How the Moon Works


Return to the Moon

Since 1972, no one has set foot on the moon. However, there is a renewed effort for a lunar return. Why? In 1994, the orbiting Clementine probe detected radio reflections from shadowed craters at the moon's South Pole. The reflections were consistent with the presence of ice. Later, the orbiting Lunar Prospector probe detected hydrogen-rich signals form the same area, possibly hydrogen from ice.

Where could water on the moon have come from? It was probably carried to the moon by the comets, asteroids and meteors that have impacted the moon over its long history. Water was never detected by the Apollo astronauts because they didn't explore that region of the moon. If there is indeed water on the moon, it could be used to support a lunar base. The water could be split by electrolysis into hydrogen and oxygen -- the oxygen could be used to support life and both gases could be used for rocket fuel. So, a lunar base could be a staging point for future exploration of the solar system (Mars and beyond). Plus, because of the moon's lower gravity, it is cheaper and easier to lift a rocket off of its surface than from Earth.

It might tricky to get back there though, at least for U.S. astronauts. In 2010, President Barack Obama decided to cancel the Constellation program, the intent of which was to get Americans back on the moon by 2020. That means U.S. astronauts may have to hitch a ride with private space companies, which will receive some funding from NASA.

Other countries, including Japan and China, are planning to travel to the moon and researching how to build a lunar base using materials from the lunar surface. Various plans call for heading to the moon and establishing possible bases between 2015 and 2035.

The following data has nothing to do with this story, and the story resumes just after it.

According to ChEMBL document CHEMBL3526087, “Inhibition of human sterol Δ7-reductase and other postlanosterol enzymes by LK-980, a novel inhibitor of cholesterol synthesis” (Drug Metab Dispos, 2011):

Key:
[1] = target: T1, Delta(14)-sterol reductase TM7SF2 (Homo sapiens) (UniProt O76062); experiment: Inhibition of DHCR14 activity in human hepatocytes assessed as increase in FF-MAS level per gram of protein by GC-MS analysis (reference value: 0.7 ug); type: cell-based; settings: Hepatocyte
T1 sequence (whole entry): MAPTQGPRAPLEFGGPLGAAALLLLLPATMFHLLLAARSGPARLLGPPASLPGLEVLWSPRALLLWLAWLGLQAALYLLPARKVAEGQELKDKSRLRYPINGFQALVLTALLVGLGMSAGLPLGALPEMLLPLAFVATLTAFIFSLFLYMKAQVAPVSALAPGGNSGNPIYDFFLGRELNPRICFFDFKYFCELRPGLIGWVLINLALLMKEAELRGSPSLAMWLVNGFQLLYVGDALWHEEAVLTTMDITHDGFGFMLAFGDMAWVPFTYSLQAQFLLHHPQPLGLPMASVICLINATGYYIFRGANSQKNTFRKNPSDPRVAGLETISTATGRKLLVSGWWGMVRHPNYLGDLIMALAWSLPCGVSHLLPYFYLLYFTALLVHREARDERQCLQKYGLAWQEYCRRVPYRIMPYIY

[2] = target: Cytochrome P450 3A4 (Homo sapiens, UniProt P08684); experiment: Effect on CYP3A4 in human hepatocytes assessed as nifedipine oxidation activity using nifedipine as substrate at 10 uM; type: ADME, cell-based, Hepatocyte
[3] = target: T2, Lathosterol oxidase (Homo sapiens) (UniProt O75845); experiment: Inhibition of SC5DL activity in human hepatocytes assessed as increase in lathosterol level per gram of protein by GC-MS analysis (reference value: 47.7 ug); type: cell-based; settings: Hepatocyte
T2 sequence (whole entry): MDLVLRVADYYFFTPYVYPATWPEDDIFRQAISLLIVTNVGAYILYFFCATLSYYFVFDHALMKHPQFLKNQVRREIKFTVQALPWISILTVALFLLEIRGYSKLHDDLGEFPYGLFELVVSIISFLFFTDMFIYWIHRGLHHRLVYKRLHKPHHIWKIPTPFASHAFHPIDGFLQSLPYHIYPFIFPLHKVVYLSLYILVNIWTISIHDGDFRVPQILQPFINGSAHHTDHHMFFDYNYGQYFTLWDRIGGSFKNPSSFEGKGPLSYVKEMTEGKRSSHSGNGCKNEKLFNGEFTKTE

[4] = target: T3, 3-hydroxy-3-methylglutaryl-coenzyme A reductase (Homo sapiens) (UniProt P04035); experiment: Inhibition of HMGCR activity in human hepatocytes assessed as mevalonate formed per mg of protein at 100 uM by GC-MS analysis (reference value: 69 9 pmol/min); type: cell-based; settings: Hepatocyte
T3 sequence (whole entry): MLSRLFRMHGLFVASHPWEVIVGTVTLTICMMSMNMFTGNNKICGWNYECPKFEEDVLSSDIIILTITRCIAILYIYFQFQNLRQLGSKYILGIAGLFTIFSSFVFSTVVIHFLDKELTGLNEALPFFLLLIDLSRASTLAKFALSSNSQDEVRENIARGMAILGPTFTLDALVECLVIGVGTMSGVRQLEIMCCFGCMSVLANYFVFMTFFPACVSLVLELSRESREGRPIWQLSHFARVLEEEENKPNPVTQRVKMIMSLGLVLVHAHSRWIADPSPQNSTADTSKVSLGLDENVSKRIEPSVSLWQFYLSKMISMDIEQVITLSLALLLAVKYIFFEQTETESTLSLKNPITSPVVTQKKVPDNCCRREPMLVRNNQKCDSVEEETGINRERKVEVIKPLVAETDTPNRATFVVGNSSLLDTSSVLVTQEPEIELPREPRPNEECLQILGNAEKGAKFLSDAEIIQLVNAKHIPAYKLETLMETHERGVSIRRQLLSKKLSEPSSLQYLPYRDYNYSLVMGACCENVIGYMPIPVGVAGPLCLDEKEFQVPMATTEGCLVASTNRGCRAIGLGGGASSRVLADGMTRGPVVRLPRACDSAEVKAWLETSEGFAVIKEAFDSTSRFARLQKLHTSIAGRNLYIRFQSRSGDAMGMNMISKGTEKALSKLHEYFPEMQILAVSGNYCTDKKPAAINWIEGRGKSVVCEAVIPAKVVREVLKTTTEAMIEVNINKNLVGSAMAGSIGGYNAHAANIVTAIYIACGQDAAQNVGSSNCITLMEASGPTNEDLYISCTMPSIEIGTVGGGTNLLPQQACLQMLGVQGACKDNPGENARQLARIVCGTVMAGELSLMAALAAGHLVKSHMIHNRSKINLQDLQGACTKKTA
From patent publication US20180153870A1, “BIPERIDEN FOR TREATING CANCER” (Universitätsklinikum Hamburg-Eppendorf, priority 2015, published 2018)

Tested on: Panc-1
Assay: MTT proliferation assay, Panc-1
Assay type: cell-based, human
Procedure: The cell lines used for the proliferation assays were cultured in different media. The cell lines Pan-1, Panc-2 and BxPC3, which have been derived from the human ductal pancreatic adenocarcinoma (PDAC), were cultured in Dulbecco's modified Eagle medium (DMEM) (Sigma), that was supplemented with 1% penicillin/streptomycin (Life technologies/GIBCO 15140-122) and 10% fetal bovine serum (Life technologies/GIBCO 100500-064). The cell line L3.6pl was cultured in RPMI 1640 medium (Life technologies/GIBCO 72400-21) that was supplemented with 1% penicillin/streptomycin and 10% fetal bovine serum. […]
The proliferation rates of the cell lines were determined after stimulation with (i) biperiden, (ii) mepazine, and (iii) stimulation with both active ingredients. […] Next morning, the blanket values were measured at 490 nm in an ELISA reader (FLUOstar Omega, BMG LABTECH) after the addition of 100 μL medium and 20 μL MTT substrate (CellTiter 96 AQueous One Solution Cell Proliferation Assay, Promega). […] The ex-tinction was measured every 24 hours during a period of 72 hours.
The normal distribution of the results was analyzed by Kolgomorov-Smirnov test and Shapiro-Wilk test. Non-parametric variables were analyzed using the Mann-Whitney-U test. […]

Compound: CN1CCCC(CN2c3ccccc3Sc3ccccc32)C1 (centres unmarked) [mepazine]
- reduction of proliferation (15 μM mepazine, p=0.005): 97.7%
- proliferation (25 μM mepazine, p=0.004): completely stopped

To learn more about the moon, take a look at the links below.

Related HowStuffWorks Articles

More Great Links

Sources

  • Chaisson, E, McMillan, S, "Astronomy Today." Prentice Hall, Upper Saddle River, 2002.
  • Exploring the moon, Lunar Prospector Lesson Plans. http://lunar.arc.nasa.gov/education/lesson.htm
  • Harland, D.M. "Exploring the moon: the Apollo Expeditions." Springer-Verlag, New York, 1999.
  • Kaufmann, W.J. "Universe (4th Edition)." WH Freeman & Co., New York, 1994.
  • Lunar and Planetary Institute, Lunar Science and Exploration. http://www.lpi.usra.edu/lunar/
  • Lunar Prospector Home. http://lunar.arc.nasa.gov/
  • NASA Aerospace Scholars, Lunar Base Designs. http://aerospacescholars.jsc.nasa.gov/HAS/cirr/em/6/8.cfm
  • NASA Aerospace Scholars, Lunar Geology. http://aerospacescholars.jsc.nasa.gov/HAS/cirr/em/6/2.cfm
  • NASA Aerospace Scholars, Mining and Manufacturing on the moon. http://aerospacescholars.jsc.nasa.gov/HAS/cirr/em/6/6.cfm
  • NASA History Office, Apollo Lunar Surface Journal. http://history.nasa.gov/alsj/frame.html
  • NASA Lunar Prospector Activity, Lunar Landform Identification. http://lunar.arc.nasa.gov/education/activities/active13a.htm
  • NASA moon Lithograph. http://lunar.gsfc.nasa.gov/images/outreach/62217 main_moon_Lithograph.pdf
  • NASA Solar System Exploration, Earth's moon. http://solarsystem.nasa.gov/planets/profile.cfm?Object=moon
  • Planetary Science Institute, The Origin of the moon. http://www.psi.edu/projects/moon/moon.html
  • Taylor, G.J. "A New moon for the Twenty-First Century." http://www.psrd.hawaii.edu/Aug00/newmoon.html
  • Taylor, G.J. Gateway to the Solar System, Lunar Prospector Teacher's Guide. http://lunar.arc.nasa.gov/education/teacher/index.htm
  • Taylor, G.J. Origin of the Earth and moon. http://solarsystem.nasa.gov/scitech/display.cfm?ST_ID=446
  • Wilhelms, D.E. "To a Rocky moon: a Geologist's History of Lunar Exploration." University of Arizona Press, Tucson, 1993.­­

More to Explore